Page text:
I've found a few instructors over the years who think its too much trouble to spend more than a cursory few minutes on the proper use of elevator trim. I've discovered these f-ing lazy idiots because I've had to re-train their students after a checkride failure, new rating or when upgrading to bigger aircraft.
 

FN FAL

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pilotmiketx said:
You should always trim for neutral control force. The only time to set trim to takeoff is for, you guessed it, takeoff.

I've found a few instructors over the years who think its too much trouble to spend more than a cursory few minutes on the proper use of elevator trim. I've discovered these f-ing lazy idiots because I've had to re-train their students after a checkride failure, new rating or when upgrading to bigger aircraft.
You said it brother...I don't why teaching and using trim is such a big bugga boo.
 

gkrangers

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FN FAL said:
You said it brother...I don't why teaching and using trim is such a big bugga boo.
Point plane where you want, move trim wheel till its steady.

*shrugs shoulders*
 

pilotmiketx

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I asked this dumb anorexic Norwegian bimbo CFI about it and she said it bothered her that students were constantly fiddling with the trim wheel, so she stopped teaching it.
 

FN FAL

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pilotmiketx said:
I asked this dumb anorexic Norwegian bimbo CFI about it and she said it bothered her that students were constantly fiddling with the trim wheel, so she stopped teaching it.
In a two place trainer, there shouldn't be much "fiddling". Jeeze, it's not like you got two tandem masters in the back of the plane moving about with their students during "hookup".
 

Bongo

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Just stopped teaching it eh? It might be alright to fly "training" type aircraft in an out of trim condition but there are many, many aircraft that are considerably more difficult, if not impossible to fly without using the trim wheel. Probably better to learn the operation of the trim wheel on something that is generally forgiving than on something that is considerably less forgiving.

When I first started out I really didn't think the trim wheel was that important. Ah, if you're not muscling the airplane around then you must not be flying it right. Quickly (well it took a few hours) figured out that probably wasn't the best way to do things.

Additionally, by not teaching the use of the trim wheel, it later on becomes "one more step" to add to the flow and an additional thing to think about. If the use of trim is taught properly and from the start it becomes something that is done without any forethought.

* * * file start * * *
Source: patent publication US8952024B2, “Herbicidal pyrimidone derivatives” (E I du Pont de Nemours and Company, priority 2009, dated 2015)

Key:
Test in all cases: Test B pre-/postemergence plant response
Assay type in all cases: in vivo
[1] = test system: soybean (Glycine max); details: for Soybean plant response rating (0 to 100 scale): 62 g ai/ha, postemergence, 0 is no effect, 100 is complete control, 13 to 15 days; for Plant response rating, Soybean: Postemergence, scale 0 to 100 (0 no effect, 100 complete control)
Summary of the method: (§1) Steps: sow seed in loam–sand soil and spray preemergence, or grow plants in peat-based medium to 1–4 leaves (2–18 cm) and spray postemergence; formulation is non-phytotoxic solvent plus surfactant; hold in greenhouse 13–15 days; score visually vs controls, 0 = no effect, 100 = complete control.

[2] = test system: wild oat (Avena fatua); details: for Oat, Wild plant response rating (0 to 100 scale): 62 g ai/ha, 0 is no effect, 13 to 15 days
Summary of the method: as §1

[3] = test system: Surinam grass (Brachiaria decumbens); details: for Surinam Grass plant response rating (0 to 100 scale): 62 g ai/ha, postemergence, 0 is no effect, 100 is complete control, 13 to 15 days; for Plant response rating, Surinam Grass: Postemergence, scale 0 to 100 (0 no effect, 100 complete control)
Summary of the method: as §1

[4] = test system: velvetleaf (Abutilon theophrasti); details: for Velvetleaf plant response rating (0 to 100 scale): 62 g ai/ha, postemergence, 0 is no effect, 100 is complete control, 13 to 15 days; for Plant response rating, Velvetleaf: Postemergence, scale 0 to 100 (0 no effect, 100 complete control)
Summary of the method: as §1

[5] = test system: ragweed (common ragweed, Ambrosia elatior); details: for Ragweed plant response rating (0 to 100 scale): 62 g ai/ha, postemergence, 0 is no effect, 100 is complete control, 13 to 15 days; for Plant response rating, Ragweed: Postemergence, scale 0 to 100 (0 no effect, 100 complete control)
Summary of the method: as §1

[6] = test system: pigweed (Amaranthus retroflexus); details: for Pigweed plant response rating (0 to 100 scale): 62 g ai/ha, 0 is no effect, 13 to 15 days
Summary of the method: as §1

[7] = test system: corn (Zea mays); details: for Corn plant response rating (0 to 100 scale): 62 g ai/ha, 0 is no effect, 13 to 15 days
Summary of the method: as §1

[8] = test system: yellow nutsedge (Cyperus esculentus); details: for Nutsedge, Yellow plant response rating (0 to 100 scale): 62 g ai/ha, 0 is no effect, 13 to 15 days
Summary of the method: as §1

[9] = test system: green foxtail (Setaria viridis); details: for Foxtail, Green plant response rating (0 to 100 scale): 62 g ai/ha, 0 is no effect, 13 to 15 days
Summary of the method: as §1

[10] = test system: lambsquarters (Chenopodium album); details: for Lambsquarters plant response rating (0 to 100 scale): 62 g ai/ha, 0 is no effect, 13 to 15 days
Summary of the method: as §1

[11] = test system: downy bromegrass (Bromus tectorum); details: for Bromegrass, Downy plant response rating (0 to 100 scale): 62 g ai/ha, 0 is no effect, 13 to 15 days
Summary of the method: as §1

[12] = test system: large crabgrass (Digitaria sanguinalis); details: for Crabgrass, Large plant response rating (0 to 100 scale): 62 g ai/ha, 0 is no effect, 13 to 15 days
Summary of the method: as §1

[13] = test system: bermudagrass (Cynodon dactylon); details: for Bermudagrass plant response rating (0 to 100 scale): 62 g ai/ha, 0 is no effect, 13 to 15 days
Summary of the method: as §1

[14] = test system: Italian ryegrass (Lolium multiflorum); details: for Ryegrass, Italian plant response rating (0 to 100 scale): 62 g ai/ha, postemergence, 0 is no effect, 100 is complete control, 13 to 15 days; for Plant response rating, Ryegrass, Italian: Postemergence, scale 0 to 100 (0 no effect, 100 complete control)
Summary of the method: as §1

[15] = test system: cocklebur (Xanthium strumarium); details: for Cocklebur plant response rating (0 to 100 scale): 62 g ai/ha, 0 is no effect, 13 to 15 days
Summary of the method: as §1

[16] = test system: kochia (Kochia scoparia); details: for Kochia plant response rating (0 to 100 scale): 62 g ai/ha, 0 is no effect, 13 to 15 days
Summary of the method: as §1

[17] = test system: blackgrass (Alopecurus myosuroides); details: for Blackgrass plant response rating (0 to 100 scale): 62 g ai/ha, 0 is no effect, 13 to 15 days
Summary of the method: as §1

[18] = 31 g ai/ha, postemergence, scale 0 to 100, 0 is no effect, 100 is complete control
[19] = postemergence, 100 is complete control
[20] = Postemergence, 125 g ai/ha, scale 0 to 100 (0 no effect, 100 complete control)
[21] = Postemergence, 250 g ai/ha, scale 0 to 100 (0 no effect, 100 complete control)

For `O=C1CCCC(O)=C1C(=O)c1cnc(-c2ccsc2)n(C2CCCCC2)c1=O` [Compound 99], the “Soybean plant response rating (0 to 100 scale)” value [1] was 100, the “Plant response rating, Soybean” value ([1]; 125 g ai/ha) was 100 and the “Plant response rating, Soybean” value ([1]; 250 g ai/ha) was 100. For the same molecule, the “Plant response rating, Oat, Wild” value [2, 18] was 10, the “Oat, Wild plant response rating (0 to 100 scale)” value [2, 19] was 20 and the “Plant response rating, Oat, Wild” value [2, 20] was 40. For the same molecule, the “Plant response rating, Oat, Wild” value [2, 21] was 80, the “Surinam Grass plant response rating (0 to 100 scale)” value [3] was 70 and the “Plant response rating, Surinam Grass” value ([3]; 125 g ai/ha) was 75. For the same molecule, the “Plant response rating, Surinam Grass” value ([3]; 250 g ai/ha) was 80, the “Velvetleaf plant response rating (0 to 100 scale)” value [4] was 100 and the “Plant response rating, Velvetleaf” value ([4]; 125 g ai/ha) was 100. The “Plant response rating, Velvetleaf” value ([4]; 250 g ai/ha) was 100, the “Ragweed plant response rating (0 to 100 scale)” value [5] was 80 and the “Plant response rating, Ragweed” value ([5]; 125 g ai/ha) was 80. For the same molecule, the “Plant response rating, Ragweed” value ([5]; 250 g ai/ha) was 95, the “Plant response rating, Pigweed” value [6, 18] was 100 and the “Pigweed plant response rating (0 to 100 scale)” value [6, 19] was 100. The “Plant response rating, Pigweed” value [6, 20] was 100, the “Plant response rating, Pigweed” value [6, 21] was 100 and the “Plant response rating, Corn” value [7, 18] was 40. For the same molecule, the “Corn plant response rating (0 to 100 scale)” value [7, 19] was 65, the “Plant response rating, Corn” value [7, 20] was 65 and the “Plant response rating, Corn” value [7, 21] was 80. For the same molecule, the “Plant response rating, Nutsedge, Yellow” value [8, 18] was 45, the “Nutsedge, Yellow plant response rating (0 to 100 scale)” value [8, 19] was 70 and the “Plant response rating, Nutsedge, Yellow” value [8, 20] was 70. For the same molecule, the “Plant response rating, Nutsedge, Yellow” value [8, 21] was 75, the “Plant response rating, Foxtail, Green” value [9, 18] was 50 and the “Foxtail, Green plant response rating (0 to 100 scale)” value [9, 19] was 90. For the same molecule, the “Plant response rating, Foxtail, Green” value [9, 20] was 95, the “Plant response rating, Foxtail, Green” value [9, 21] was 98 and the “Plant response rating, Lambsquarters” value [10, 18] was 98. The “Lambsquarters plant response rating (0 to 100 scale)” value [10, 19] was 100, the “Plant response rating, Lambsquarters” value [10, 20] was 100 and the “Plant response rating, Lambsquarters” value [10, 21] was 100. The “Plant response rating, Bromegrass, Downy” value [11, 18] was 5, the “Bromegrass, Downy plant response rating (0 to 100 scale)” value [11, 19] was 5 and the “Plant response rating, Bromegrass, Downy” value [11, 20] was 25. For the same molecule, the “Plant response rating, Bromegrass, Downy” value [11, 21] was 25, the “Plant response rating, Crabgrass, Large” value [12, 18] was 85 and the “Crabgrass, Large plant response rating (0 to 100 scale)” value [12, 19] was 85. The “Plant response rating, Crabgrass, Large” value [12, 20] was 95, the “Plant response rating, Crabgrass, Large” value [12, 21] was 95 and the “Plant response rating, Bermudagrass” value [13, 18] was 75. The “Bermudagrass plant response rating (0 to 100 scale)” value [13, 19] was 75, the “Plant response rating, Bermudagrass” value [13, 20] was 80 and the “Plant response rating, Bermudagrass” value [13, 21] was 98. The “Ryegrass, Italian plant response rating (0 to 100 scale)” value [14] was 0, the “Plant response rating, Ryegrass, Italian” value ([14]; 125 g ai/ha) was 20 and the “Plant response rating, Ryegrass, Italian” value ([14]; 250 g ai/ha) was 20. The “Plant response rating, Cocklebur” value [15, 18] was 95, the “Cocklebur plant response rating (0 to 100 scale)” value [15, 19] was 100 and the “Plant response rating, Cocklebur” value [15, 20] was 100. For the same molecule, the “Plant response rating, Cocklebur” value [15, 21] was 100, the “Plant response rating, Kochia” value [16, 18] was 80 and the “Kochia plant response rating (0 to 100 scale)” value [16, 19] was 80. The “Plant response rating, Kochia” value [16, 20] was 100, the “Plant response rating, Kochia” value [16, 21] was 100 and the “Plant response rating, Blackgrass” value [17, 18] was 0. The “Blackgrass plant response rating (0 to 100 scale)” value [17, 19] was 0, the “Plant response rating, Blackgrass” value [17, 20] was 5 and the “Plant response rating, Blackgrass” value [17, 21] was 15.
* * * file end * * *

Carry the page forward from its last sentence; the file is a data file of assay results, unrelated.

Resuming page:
Immelman

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Food for thought: In better than half the (rental) airplanes I've flown, the trim indicator is so messed up that attempting to move it to the "takeoff" position -- even for takeoff -- will not have very desirable results.... trim for control pressure in a given configuration & desired airspeed, that's all there is to it.
 

Kream926

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UnAnswerd said:
I do beleive I remember my instructor saying something about it compensating for the nose-down pitch induced by flap extension.
the airplanes i fly will have a pitch up moment when i extend flaps
 

moxiepilot

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i'm thinking that it might be more along the lines of verifing that you're not going to have a trip up stall in case of a go around. without the power on a descent the student might not recognize the position of the trim tab
 

Moonfly201

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Think of the trim wheel as an "airspeed" adjuster. Any action (whether it's a change in pitch, power, or flaps) that causes the airspeed indicator to register a different airspeed, will most likely require an adjustment of trim in order to relieve control wheel pressure.

Go faster, trim down. Slow up, trim up. Don't chase the trim for minor or temporary changes in airspeed (like turbulence induced), use it when you want to stay at a particular speed for at least a little while.
 

darkvw

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I trim for best glide , then it's hands off all the way down , changing as needed